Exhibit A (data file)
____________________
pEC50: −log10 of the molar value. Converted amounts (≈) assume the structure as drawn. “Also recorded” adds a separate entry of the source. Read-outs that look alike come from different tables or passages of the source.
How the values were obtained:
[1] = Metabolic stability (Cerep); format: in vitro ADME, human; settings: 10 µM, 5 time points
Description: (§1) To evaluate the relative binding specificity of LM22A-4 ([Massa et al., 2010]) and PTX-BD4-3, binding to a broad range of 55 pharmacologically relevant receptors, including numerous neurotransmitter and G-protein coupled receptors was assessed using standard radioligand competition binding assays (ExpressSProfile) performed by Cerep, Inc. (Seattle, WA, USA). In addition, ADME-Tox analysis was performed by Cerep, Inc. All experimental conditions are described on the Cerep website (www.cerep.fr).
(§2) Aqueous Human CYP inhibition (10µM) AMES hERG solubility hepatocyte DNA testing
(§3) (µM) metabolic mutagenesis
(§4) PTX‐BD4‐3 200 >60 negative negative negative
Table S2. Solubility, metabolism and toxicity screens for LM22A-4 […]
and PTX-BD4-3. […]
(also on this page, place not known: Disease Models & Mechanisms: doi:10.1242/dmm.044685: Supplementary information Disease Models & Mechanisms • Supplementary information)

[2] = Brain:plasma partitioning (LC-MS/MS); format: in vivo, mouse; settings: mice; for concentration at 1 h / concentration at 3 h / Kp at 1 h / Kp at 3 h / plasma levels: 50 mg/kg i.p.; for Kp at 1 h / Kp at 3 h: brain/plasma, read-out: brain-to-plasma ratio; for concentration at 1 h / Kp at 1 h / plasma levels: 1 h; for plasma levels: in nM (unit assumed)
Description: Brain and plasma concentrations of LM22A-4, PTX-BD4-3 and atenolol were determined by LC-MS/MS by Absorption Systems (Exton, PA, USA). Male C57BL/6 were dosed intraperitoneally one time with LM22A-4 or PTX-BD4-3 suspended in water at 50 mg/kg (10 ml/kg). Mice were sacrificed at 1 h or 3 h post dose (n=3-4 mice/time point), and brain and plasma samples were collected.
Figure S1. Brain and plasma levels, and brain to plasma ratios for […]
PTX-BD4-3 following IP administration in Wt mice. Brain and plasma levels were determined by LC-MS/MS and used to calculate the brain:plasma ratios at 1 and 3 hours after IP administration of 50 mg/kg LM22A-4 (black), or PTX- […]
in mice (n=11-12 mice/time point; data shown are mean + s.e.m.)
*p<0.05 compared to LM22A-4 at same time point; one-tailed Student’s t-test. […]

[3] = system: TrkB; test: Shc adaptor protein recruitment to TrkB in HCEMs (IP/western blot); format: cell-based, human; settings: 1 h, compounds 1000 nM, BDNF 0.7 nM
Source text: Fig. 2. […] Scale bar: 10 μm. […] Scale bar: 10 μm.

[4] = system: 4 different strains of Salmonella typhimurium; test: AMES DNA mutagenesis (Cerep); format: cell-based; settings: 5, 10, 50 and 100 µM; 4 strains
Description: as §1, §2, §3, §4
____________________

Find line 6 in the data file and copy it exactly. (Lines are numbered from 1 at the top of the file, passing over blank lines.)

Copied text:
(§3) (µM) metabolic mutagenesis